If you’ve been a long-time reader, perhaps you remember my post, How to Tease Your Kids, extolling my love for teasing.
If I ever lose my love for teasing, my love for my children will likely soon follow. If I couldn’t tease them, I’d probably be a lot less interested in parenting, which is why I consider myself a good dad for devoting time each week to researching new source material. Part of the task entails learning details about my children’s likes and dislikes so I can tailor teasing to appeal to my audience. This is the teasing equivalent of when a band comes to Milwaukee, and the singer yells, “Anyone here from Milwaukee?” and the crowd goes wild. If I say to my son, “Anyone here in love with a girl named Lily,” it gets a much stronger reaction than if I had said “Anyone here have a crush on some girl, maybe in his class or the neighborhood or maybe that girl from TV?”
My ten-year-old, Optimist Prime, loves the Harry Potter books, and since I’ve also read them multiple times I’ve found the series to be a treasure trove of teasing material.
A couple years ago my wife and I sat him down and told him we were a wizard and a witch, but he was born a squib (a non-magical child born to magical parents). He asked if we were going to tell his little brother the bad news, but we told him it wasn’t necessary because The Fonz had been born with magical powers. This bothered him even more.
It’s probably better the kids don’t go to Hogwarts anyway since I would send them daily Howlers (an angry letter magically read in public) revealing their bed wetting or love for Professor McGonagall.
Whenever I go out to play catch with my sons, and I place baseball caps on their heads, I say, “Hmmm…you could be a great wizard in Slytherin. Or perhaps Gryffindor, but I think you would feel most at home in…Hufflepuff!”
The designation of Hufflepuff always gets a rise and stings a lot more than if I had placed them in evil Slytherin. I hope this insult of mediocrity somehow motivates them to higher success at baseball and all other sports requiring headgear.
If you’re not familiar with the specifics of Harry Potter, Hufflepuff is one of the four houses at the wizarding school, Hogwarts. The Sorting Hat is placed on each new student’s head to determine which house will be his home for the next seven years. In the first Harry Potter book, when the Sorting Hat is placed on Harry’s head, he thinks to himself, “Please not Slytherin. Please not Slytherin,” because he’s worried about all the evilest wizards coming from Slytherin.
If the Sorting Hat were placed on my head, I would whisper, “Please not Hufflepuff. Please not Hufflepuff.” I would choose Slytherin over Hufflepuff in a second. I would choose Azkaban prison over Hufflepuff. Slytherin may have the evilest wizards, but Hufflepuff has the lamest.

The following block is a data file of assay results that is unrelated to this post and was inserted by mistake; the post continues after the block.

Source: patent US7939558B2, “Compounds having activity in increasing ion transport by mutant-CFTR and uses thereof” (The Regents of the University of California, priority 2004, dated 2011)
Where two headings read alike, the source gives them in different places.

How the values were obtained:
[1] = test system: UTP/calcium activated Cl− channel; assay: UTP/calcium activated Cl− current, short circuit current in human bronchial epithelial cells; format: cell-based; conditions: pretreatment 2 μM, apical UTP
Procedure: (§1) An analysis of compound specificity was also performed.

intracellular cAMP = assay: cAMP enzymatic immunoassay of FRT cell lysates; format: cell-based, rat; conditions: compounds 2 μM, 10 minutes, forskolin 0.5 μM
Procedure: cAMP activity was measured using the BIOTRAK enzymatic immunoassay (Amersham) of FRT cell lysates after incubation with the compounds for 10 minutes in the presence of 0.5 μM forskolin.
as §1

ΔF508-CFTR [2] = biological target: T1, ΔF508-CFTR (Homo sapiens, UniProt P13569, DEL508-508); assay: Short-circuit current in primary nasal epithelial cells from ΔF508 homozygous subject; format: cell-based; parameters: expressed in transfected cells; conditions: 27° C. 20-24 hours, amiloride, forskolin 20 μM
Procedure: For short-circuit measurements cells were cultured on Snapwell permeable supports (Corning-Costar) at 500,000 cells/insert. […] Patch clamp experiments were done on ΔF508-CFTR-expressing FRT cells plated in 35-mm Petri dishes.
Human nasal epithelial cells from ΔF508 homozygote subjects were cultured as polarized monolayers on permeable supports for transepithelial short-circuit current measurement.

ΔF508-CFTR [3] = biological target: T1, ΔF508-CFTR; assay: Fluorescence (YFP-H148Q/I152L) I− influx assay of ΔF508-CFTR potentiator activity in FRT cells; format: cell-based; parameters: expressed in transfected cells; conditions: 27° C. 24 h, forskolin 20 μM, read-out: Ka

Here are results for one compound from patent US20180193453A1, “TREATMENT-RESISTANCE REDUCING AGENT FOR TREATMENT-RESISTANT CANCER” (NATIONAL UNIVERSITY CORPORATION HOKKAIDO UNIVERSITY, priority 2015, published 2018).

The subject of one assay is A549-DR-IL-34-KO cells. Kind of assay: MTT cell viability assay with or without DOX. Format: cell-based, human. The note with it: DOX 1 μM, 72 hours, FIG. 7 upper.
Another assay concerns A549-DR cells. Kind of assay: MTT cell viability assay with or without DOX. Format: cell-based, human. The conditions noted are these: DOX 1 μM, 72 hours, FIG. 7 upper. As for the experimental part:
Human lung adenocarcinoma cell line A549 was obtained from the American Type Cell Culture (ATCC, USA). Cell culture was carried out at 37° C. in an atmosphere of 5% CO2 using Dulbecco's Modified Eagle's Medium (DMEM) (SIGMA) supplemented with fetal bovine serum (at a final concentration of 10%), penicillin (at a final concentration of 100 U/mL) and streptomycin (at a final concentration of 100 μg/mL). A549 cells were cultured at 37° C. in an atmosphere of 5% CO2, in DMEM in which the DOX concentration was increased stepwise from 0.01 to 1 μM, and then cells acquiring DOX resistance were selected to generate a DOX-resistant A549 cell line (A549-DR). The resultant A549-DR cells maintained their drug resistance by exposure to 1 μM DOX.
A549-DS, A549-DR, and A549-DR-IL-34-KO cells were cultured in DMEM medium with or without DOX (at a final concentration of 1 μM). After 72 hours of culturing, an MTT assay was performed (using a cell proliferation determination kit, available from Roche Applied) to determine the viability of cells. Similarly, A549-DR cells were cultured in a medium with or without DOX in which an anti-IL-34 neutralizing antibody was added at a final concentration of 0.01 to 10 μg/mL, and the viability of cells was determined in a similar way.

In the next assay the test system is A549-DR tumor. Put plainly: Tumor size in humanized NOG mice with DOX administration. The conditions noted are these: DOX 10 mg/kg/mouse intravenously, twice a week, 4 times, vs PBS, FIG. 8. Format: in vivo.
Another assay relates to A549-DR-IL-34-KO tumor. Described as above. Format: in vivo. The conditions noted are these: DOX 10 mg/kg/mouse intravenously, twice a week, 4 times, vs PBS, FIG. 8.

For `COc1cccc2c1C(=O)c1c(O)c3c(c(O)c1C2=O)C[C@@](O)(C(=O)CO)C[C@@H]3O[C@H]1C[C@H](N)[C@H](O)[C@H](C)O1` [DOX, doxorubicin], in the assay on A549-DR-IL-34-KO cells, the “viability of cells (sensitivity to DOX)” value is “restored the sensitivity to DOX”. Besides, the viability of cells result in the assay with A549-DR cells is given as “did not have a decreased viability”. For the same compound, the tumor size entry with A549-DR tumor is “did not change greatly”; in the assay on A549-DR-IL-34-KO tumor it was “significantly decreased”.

In book five, The Order of the Phoenix, the Sorting Hat sings a song explaining its criteria for assigning houses and reveals:
Slytherin takes pure-bloods of great cunning.
Ravenclaw takes those with the sharpest minds.
Gryffindor takes the bravest and boldest.
Hufflepuff takes whomever isn’t good at anything.
The Sorting Hat didn’t use those exact words, but he listed all the qualities of the students of the first three houses and then said anyone left without those qualities would go to Hufflepuff. Ouch.
If I were assigned to Hufflepuff I would immediately ask if anybody wanted to trade houses. Once I sat down at the Hufflepuff table, I would look around at the rest of the pathetic Hufflepuffians, and ask, “Did I mishear? The Sorting Hat mentioned a bunch of desirable qualities for the other houses, but nothing for us. Is that normal?” If the Hogwarts’ budget ever needs trimming, I’m pretty sure the auditors will come for Hufflepuff first. Nobody in Hufflepuff goes on to be a great wizard. A great janitor, maybe. A great wizard, no.
Optimist Prime is one of the few kids who wouldn’t pick Gryffindor if given the choice. He prefers Ravenclaw because the Sorting Hat supposedly selects the smartest wizards for this house, and his selection would be a validation. Gryffindor students are the bravest and always seem to find themselves facing the scariest obstacles. Bravery is not yet a quality Optimist possesses in significant quantities. Not only would he be terrified of the Dementors, he would be terrified while Dumbledore gave a speech about steering clear of the Dementors because he has a terrible fear of public speaking. Not necessarily his own public speaking, rather other people’s public speaking.
With the last movie, Harry Potter and the Deathly Hallows, debuting, I worry I’m going to have to find some new source material if the kids move on. I’ve agreed to stop sorting them into Hufflepuff, mostly because the joke was growing stale, and now when I put a hat on their heads I say, “Azkaban!” They seem satisfied with the compromise.